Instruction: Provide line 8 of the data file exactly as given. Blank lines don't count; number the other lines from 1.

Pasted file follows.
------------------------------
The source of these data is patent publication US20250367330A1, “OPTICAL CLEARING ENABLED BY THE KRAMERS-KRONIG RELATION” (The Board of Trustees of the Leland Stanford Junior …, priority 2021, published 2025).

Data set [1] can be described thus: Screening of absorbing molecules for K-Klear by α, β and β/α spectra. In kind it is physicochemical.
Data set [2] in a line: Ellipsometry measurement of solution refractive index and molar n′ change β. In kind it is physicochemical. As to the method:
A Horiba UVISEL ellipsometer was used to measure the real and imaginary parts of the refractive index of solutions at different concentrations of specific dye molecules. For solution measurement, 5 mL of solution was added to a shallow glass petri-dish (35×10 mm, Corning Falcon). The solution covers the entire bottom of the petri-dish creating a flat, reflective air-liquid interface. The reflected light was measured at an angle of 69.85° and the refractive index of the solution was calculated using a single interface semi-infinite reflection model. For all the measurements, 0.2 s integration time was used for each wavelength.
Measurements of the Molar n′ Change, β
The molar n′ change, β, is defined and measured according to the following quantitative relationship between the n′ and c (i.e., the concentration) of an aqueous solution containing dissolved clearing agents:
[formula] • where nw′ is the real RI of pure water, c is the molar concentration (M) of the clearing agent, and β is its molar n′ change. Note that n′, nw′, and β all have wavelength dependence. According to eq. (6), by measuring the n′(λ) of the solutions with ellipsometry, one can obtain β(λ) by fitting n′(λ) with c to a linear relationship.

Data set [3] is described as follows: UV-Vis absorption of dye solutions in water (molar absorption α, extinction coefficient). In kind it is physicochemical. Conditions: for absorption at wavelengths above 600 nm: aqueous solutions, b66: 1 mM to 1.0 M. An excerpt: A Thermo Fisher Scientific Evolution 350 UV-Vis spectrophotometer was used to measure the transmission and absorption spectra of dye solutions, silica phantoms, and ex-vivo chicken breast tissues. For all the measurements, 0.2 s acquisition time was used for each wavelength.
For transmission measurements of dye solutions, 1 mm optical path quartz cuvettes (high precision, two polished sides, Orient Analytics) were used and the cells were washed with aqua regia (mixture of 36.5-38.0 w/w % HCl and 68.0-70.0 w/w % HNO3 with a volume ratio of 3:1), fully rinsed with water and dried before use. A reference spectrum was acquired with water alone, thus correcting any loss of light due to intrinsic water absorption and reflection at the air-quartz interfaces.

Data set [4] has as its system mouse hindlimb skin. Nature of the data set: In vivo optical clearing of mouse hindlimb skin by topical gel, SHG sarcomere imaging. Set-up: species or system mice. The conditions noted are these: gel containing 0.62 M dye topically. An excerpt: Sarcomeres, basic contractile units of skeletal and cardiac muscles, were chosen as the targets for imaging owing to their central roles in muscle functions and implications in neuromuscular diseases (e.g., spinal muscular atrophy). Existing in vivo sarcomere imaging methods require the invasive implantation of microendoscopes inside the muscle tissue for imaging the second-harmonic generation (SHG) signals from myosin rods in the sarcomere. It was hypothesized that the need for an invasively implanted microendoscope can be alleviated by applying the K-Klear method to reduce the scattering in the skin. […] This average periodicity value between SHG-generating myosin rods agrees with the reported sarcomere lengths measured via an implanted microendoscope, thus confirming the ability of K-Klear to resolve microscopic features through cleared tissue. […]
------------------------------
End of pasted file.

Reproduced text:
Data set [3] is described as follows: UV-Vis absorption of dye solutions in water (molar absorption α, extinction coefficient). In kind it is physicochemical. Conditions: for absorption at wavelengths above 600 nm: aqueous solutions, b66: 1 mM to 1.0 M. An excerpt: A Thermo Fisher Scientific Evolution 350 UV-Vis spectrophotometer was used to measure the transmission and absorption spectra of dye solutions, silica phantoms, and ex-vivo chicken breast tissues. For all the measurements, 0.2 s acquisition time was used for each wavelength.